National Geographic : 1989 Nov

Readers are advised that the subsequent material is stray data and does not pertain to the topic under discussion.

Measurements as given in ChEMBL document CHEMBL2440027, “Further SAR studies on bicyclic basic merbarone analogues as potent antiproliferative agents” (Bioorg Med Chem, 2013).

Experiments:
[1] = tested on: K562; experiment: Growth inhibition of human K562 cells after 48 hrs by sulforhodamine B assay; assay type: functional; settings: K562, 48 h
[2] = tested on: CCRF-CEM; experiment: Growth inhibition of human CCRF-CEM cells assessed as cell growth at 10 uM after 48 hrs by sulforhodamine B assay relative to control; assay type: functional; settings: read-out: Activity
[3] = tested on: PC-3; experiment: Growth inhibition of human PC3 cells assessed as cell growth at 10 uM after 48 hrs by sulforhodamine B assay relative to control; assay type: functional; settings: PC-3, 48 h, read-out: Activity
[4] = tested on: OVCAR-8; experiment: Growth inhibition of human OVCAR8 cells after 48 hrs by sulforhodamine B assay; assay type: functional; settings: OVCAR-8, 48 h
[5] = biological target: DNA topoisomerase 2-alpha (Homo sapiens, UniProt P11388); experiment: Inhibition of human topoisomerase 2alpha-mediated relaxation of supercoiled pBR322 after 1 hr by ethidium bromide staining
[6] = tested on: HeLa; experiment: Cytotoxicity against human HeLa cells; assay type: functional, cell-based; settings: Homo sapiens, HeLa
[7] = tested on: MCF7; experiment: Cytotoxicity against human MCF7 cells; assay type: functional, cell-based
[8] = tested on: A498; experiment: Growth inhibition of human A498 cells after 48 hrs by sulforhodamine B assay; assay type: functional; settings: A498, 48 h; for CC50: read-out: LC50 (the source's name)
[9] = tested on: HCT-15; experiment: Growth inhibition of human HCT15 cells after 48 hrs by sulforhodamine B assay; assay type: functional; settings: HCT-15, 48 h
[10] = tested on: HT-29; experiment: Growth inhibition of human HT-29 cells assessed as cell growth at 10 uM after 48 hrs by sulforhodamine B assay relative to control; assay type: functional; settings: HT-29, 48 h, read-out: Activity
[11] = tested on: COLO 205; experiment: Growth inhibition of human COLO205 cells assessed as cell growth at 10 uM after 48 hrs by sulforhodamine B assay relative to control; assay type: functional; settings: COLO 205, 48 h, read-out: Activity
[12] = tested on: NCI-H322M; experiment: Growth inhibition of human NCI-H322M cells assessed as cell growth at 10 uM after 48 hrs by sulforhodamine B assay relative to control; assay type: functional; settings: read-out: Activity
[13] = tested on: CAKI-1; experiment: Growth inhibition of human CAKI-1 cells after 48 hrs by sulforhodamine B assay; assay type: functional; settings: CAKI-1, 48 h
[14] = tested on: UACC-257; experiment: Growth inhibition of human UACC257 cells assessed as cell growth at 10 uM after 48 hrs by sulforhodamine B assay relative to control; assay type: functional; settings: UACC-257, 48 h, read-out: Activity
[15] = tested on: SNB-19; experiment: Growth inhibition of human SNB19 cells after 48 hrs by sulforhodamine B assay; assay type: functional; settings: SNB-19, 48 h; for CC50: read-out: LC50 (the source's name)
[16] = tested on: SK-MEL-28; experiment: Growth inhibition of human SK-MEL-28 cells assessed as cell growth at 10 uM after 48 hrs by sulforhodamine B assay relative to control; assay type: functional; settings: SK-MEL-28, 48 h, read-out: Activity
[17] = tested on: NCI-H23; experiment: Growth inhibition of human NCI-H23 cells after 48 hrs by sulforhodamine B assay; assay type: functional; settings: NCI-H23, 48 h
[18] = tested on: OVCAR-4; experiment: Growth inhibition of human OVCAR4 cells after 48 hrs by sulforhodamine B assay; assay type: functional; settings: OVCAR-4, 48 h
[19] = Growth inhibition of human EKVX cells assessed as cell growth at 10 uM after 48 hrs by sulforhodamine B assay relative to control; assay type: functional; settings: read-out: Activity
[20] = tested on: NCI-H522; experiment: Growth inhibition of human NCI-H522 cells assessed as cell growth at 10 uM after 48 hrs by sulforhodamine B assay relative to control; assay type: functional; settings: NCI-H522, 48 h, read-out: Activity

NOVEMBER 1989 GEOGRAPHIC NATIONA GEORAPI AGAZsINESnv e DAVID C. FRITTS Red-tinged Auroras To Be Remembered In the far north the aurora borealis, or northern dawn, illuminates night skies with ever changing green and-white light shows. But last winter's magnificent displays also bore tinges of red, a tint that rarely appears, and could be seen as far south as Florida. The aurora borealis and its southern counterpart, the aurora australis, oc cur when sunspots or solar flares send electrically charged particles cascading into space. When they encounter the magnetic "envelope" around our plan et, they are funneled to the areas around the poles. There the particles collide with atoms and molecules in the earth's upper atmosphere, emitting light. Although this happens at all times of the year, auroras are best seen during winter's long, dark polar nights. Last winter's unusually intense dis plays and rare coloring were caused by the approach of a "solar maximum," a phenomenon that occurs about every 11 years. On such occasions, sunspots, gaseous eruptions, and emissions of electrically charged particles reach a peak. The 1988-89 auroras were the most spectacular since 1957-58, says David Fritts of the Geophysical Insti tute of the University of Alaska, who was skiing on the Canwell Glacier in the Alaska Range and photographed the nightly displays (above). Auroras this coming winter and the following winter as well-the years of the solar maximum-should be espe cially frequent and dramatic. Florida Law Dictates Respect for the Past The agonizing question of how to deal with prehistoric Native American burial sites (NATIONAL GEOGRAPHIC, March 1989) has resur faced, in Florida. But this time a new state law provided guidelines. Workers building a house on Mana sota Key, on the southwestern coast, uncovered human bones late last year. Authorities determined that they were prehistoric and that no criminal investi gation was needed. But the state tem porarily halted construction under a new law designed to insure that re mains are treated respectfully. Meanwhile, Wilburn A. (Sonny) NITAEDMONDSON Cockrell, a Florida State University archaeologist, organized a team that began a systematic excavation. The site, which dates from A.D. 120 to 320, yielded about a hundred burials; 66 skeletons were recovered intact. Cock rell (left) thinks the site was both a sea sonal camp, where mainland Indians came to gather food, and a cemetery. "Ancient cemeteries from this time period, as opposed to isolated burial mounds, were previously unknown to the area," he says. Members of two Florida Indian tribes visited the site to make sure that the bones were treated properly. Under the law a committee that in cludes two Indians will advise the state archaeologist on what to do with the remains after they have been analyzed.